The glittering, iconic “Welcome to Fabulous Las Vegas” sign is often an exciting checkpoint upon arrival. A pile of teddy bears, flowers and flags placed underneath it, however, dulled its shine.
Going to the Las Vegas shooting memorial served as a reminder for 19-year-old Cal State Fullerton student Jaclyn Davis of the tragic events she experienced on Oct. 1.
“We didn’t even talk. I looked over at both of them, and they had tears coming down their faces, and I had tears coming down my face, but we didn’t really say anything. It was just extremely surreal, just kind of unbelievable,” said Jaclyn’s mother, Audra Davis.
Jaclyn initially didn’t want to go, but went back one month later in hopes of finding some type of closure. When she got there, she said it was hard to feel at ease with all the crosses and flowers placed in honor of the 58 people who had died.
Everything just reminded her of that night.
Jaclyn was at the Route 91 Harvest Festival with her parents, Audra and Todd Davis, her sister Ashley, and some family friends. They were having a good time at the festival, dancing while enjoying the music.
Around 10:08 pm, she heard a noise that she, like many other people, assumed to be fireworks. The next thing she heard was somebody shouting “get to the ground” and “gunshots, gunshots, gunshots.” Then she heard her parents telling her to just run.
“Am I going to survive this?” Jaclyn said she thought amid the chaos. “When it’s something like that that’s going on, you don’t necessarily think ‘Who’s around? What’s going on?’ You just think, ‘Am I going to live?’”
She also got separated from her mother and the two couldn’t find each other until roughly 4:30 or 5 in the morning.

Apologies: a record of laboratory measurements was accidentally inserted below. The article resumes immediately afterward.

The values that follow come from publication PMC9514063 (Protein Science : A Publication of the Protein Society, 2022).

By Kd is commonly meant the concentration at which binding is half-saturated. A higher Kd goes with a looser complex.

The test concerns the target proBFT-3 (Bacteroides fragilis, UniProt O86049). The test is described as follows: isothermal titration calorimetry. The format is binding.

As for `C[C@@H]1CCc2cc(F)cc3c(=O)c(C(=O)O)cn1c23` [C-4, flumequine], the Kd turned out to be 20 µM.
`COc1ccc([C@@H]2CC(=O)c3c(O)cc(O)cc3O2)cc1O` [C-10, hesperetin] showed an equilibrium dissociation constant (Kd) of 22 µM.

“Jaclyn was hysterical, Ashley was hysterical, I was hysterical, but then we all realized that we were OK, so we kind of calmed down at that point,” Audra said.
Intrusive memories, flashbacks of the traumatic events and upsetting dreams now follow Jaclyn. She tends to avoid attending places that might serve as a reminder.
“It definitely changed a lot for me. I am a huge Disney person and I love to go out and experience that kind of crowd and the fireworks and everything,” Jaclyn said. “I was there a couple days ago, and the firework show went off and it just took me back to that moment in Vegas. It was just super hard because it sounded exactly the same and that’s the part that was just the scariest for me.”
A month later, at the memorial, the emotions really hit Jaclyn and her family as they drove by the site of the festival. The area was still blocked off, the stage and bulletin board of performers still up and police still present as well.
Jaclyn’s sister, on the other hand, said she felt more angry regarding the situation. Ashley was upset that her whole family had to go through something that was completely out of their control. She couldn’t process how so many lives were changed forever because of the actions of one man.
Ashley also felt a little guilty for surviving something so terrible, but going to the Healing Garden at the memorial helped her cope.
“It wasn’t closure, but I felt a lot better. I didn’t have that anger that I had when I went,” Ashley said.
When Jaclyn relives the tragedy, she said her and her family sit down, talk it out and take deep breaths.
“I’m hoping that this is just something that we just have to slowly go and transition through and take in and look back at it as something that we’re grateful that we’re still here to talk about but yet, can put behind us,” Audra said.
Now looking back, a little over two months later, Jaclyn said she is in a better state of mind.
“My thoughts now are that I’m definitely thankful to be alive with my family,” Jaclyn said. “It was a very scary experience and I’m never really going to get over the entire situation, but I’ll definitely get through it.”